I hoof it up the trail faster than usual through the second growth forest that seems positively diminutive, eager to get to the meadow. Grand Park is an enormous alpine meadow with Herself reigning large at the south end. Like the Redwoods and Paradise, this place takes my breath away, and I can’t wait.
At half a mile in, I catch up to and pass two (chatty) oh-hell-the-yeah younger women. My strong body makes me happy. Not that I have anything to prove. The problem with passing talkers is that I have to put distance between us to avoid their even louder voices from behind—and be vigilant in not letting them catch up. It is robbing me, I realize, and a mile later I let them pass me and get ahead, noticing that one of them has two poles strapped to her backpack. I don’t know what they are trying to prove, as they huff past me, later stopping to rest while I pass them again.
I pause at Lake Eleanor to take the same photos I took last year and swore I wouldn’t take again. There are many wildflowers as I come out of the forest, through the first small meadow and on to the big one, Rainier teasing me with glimpses.
I make a note of the flowers I see, and I’m pleased to realize I know the names of all but three or four, a couple of which I still don’t know. I am learning! And remembering. Would my mother be proud?
And then, there she is, full out glorious and in my face. I forget to breathe.
Once in the meadow, I stop again in the breezy shade garden amid a banquet of color to let the women pass again, still talking. I am ready to slow way down. (I don’t mind seeing people while I hike, I just don’t want to hear them.) Two grey jays flit in the firs, flirting with me and each other. My parents, I think, welcoming me to their paradise. Patterned moths and tiny blue butterflies dart joyously here and there among the flowers. A chipmunk sits up as I pass by. I stop and watch her, then leave before she does. We are with you, they all seem to be saying. We are one.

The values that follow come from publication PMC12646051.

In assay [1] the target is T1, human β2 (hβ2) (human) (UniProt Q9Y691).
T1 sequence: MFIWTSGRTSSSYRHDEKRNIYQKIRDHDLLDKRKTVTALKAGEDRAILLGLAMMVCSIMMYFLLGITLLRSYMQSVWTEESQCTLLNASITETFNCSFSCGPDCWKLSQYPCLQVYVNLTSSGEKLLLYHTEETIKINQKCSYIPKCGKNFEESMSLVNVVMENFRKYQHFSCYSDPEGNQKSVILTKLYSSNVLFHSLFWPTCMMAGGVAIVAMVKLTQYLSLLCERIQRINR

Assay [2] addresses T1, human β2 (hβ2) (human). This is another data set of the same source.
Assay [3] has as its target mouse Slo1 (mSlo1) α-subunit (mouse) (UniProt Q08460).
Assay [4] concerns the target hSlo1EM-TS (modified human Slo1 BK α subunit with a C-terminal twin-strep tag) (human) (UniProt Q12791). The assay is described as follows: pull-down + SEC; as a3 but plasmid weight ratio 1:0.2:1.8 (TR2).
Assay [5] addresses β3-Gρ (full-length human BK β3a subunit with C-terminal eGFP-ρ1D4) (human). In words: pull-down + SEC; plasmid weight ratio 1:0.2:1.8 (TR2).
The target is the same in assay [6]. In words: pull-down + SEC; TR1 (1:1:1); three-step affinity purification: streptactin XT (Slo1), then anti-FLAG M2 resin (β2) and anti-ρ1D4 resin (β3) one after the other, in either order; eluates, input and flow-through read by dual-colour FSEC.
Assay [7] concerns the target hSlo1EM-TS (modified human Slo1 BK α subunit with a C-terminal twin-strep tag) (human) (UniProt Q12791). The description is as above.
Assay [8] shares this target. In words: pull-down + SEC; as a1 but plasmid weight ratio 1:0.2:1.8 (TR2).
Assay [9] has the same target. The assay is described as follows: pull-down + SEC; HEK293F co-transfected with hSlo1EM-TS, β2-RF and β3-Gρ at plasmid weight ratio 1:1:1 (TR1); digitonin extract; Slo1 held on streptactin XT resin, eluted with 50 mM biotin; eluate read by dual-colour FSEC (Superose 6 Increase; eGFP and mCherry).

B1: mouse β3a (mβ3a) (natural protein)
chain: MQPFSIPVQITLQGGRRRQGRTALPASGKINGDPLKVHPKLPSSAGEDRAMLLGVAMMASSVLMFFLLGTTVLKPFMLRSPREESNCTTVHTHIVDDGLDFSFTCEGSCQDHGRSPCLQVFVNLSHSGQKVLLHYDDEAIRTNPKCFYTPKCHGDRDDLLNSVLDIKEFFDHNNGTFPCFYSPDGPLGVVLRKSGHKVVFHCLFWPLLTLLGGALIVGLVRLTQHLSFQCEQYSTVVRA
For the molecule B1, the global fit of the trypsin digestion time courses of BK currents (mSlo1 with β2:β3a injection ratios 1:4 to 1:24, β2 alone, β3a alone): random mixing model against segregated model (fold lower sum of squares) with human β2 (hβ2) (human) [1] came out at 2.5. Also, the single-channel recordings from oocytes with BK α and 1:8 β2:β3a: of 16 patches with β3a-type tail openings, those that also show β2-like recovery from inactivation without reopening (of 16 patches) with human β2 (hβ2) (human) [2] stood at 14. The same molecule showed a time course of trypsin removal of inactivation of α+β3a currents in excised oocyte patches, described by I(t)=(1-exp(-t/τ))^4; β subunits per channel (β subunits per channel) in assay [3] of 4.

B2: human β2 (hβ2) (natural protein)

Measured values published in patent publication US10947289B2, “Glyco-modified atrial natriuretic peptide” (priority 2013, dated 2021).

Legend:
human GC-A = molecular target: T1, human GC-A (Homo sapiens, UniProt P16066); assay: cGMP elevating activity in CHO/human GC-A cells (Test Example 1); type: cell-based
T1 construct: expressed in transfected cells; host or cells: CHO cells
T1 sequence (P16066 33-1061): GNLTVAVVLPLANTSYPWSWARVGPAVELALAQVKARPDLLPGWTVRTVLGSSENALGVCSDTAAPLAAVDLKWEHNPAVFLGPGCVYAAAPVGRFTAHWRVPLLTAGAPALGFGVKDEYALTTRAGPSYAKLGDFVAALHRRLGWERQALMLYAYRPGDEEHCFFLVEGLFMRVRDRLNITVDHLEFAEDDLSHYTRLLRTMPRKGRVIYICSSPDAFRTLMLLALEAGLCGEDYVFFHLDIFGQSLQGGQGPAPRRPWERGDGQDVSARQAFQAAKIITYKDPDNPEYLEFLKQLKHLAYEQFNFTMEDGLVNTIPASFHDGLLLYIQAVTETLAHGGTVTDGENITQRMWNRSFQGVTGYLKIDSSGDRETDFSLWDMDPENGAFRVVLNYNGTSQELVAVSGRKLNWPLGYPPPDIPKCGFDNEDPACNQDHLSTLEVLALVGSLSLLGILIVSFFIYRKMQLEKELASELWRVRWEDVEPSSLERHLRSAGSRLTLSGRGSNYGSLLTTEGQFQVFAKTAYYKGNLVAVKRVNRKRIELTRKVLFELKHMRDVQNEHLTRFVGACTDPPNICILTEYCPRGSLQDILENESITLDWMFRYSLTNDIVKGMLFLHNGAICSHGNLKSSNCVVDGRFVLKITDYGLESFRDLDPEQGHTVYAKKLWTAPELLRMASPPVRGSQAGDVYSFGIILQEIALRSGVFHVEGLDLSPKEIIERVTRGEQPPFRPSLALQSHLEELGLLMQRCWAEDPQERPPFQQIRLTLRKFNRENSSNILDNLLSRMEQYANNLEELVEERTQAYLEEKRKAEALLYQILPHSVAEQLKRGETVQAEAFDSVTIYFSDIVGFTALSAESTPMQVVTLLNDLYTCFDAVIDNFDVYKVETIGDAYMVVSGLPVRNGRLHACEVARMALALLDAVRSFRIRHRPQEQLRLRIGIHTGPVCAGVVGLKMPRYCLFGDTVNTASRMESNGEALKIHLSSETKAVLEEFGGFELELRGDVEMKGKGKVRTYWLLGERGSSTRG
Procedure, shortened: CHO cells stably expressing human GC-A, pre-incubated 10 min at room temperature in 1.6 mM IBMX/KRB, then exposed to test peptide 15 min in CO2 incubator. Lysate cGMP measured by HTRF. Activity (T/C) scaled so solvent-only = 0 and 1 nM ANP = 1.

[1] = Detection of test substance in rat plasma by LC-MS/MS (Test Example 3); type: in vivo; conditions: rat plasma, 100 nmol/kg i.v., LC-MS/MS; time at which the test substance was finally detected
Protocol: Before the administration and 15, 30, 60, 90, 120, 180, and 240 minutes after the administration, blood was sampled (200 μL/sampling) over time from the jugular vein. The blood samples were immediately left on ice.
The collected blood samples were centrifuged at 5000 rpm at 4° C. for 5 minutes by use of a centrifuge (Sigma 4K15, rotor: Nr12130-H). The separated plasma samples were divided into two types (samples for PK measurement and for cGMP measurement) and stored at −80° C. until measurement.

In the shade there were many flower varieties, but here in the open meadow are mostly bistort and lousewort, their white heads waving in the light breeze. I see some evidence that there were more, but faded now. I wonder what it looked like two weeks ago, when my plan to come here was rained out.
I decided in advance not to take the side trail to the valley overview of the White River. (This photo is from last year; you can read that Adventure Log here.) I want to wander to the far end of the meadow this time instead.
I’m greeted at the south end with the remains of hundreds of past bloom and munched off bear grass stalks. I love bear grass and I’m disappointed they are gone. But I keep walking and there they are, a bear grass bonanza. They make me giggle, as I walk through them, nearly as tall as I am. Unlike the redwoods, they have no permanence; and yet, like the ancient trees, they stand in community and greet me from beyond time, happy to be here in this moment before they succumb to being food for hoofed animals and bedding for bears preparing for deep winter snows.
I walk down a couple of switchbacks before turning back, this trail going to the Sunrise entrance to the national park, the more popular but much longer route to this meadow. Rainier peaks through the trees, the clouds beginning to obscure her. The same thing happened last year: spectacular in the morning, disappeared in the afternoon. The early bird…
Back in the middle of the meadow, I eat my lunch then head for the car and the long drive home. Three-quarters of a mile from the road, I pass the chatty women again, resting on a log. They are still talking. This time I notice one of them is closer to my age than I realized; that they are probably mother and daughter. I want to take back my uncharitable thoughts. I would like to hike with my daughter; now I’m envious.
My strong body has done it again. My intrepid spirit has brought me to a beautiful wild place without fear once more. When one or the other gives out, I will have nothing to prove. I already have.
P.S. If you missed the photo journal of my road trip down the Oregon coast, here it is again.